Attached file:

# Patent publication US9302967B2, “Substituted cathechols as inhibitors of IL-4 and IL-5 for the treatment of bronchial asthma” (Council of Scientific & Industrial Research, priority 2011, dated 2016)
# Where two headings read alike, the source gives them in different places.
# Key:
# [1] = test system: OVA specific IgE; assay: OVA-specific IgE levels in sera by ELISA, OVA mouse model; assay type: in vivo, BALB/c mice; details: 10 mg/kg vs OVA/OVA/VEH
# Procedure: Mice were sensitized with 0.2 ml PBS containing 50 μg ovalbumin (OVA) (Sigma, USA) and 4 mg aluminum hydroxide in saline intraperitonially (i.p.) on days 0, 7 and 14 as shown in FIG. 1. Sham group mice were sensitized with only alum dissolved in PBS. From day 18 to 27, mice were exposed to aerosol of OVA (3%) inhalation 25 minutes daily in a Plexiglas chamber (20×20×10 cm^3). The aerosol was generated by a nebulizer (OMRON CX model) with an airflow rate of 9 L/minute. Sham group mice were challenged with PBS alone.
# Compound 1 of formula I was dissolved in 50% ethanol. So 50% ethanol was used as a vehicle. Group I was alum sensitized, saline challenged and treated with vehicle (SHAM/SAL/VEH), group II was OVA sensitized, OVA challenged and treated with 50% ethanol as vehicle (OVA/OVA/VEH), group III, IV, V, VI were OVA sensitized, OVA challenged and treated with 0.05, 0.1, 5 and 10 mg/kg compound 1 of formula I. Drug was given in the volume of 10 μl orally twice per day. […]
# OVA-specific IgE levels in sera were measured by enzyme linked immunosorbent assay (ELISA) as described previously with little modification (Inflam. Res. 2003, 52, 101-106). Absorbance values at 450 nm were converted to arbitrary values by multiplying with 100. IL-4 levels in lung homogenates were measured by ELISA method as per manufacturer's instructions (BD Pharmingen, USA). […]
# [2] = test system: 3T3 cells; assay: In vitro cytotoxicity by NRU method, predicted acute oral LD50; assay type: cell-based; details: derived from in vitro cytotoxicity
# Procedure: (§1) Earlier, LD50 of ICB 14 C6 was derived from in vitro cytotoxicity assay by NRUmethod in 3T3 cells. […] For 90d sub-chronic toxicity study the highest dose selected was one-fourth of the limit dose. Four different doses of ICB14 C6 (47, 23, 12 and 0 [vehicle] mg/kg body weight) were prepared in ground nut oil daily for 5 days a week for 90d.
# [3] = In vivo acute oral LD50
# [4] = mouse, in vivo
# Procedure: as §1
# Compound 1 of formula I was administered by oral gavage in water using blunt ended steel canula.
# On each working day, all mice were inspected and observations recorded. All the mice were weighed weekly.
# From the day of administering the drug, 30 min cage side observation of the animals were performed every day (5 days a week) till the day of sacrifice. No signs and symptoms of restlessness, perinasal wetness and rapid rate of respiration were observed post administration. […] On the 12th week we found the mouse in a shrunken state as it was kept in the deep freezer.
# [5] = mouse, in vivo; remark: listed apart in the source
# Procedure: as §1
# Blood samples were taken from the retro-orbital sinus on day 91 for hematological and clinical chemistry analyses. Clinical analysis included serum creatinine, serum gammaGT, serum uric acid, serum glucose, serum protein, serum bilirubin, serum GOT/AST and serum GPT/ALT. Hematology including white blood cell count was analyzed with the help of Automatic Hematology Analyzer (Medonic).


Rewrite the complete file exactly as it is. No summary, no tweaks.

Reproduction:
# Patent publication US9302967B2, “Substituted cathechols as inhibitors of IL-4 and IL-5 for the treatment of bronchial asthma” (Council of Scientific & Industrial Research, priority 2011, dated 2016)
# Where two headings read alike, the source gives them in different places.
# Key:
# [1] = test system: OVA specific IgE; assay: OVA-specific IgE levels in sera by ELISA, OVA mouse model; assay type: in vivo, BALB/c mice; details: 10 mg/kg vs OVA/OVA/VEH
# Procedure: Mice were sensitized with 0.2 ml PBS containing 50 μg ovalbumin (OVA) (Sigma, USA) and 4 mg aluminum hydroxide in saline intraperitonially (i.p.) on days 0, 7 and 14 as shown in FIG. 1. Sham group mice were sensitized with only alum dissolved in PBS. From day 18 to 27, mice were exposed to aerosol of OVA (3%) inhalation 25 minutes daily in a Plexiglas chamber (20×20×10 cm^3). The aerosol was generated by a nebulizer (OMRON CX model) with an airflow rate of 9 L/minute. Sham group mice were challenged with PBS alone.
# Compound 1 of formula I was dissolved in 50% ethanol. So 50% ethanol was used as a vehicle. Group I was alum sensitized, saline challenged and treated with vehicle (SHAM/SAL/VEH), group II was OVA sensitized, OVA challenged and treated with 50% ethanol as vehicle (OVA/OVA/VEH), group III, IV, V, VI were OVA sensitized, OVA challenged and treated with 0.05, 0.1, 5 and 10 mg/kg compound 1 of formula I. Drug was given in the volume of 10 μl orally twice per day. […]
# OVA-specific IgE levels in sera were measured by enzyme linked immunosorbent assay (ELISA) as described previously with little modification (Inflam. Res. 2003, 52, 101-106). Absorbance values at 450 nm were converted to arbitrary values by multiplying with 100. IL-4 levels in lung homogenates were measured by ELISA method as per manufacturer's instructions (BD Pharmingen, USA). […]
# [2] = test system: 3T3 cells; assay: In vitro cytotoxicity by NRU method, predicted acute oral LD50; assay type: cell-based; details: derived from in vitro cytotoxicity
# Procedure: (§1) Earlier, LD50 of ICB 14 C6 was derived from in vitro cytotoxicity assay by NRUmethod in 3T3 cells. […] For 90d sub-chronic toxicity study the highest dose selected was one-fourth of the limit dose. Four different doses of ICB14 C6 (47, 23, 12 and 0 [vehicle] mg/kg body weight) were prepared in ground nut oil daily for 5 days a week for 90d.
# [3] = In vivo acute oral LD50
# [4] = mouse, in vivo
# Procedure: as §1
# Compound 1 of formula I was administered by oral gavage in water using blunt ended steel canula.
# On each working day, all mice were inspected and observations recorded. All the mice were weighed weekly.
# From the day of administering the drug, 30 min cage side observation of the animals were performed every day (5 days a week) till the day of sacrifice. No signs and symptoms of restlessness, perinasal wetness and rapid rate of respiration were observed post administration. […] On the 12th week we found the mouse in a shrunken state as it was kept in the deep freezer.
# [5] = mouse, in vivo; remark: listed apart in the source
# Procedure: as §1
# Blood samples were taken from the retro-orbital sinus on day 91 for hematological and clinical chemistry analyses. Clinical analysis included serum creatinine, serum gammaGT, serum uric acid, serum glucose, serum protein, serum bilirubin, serum GOT/AST and serum GPT/ALT. Hematology including white blood cell count was analyzed with the help of Automatic Hematology Analyzer (Medonic).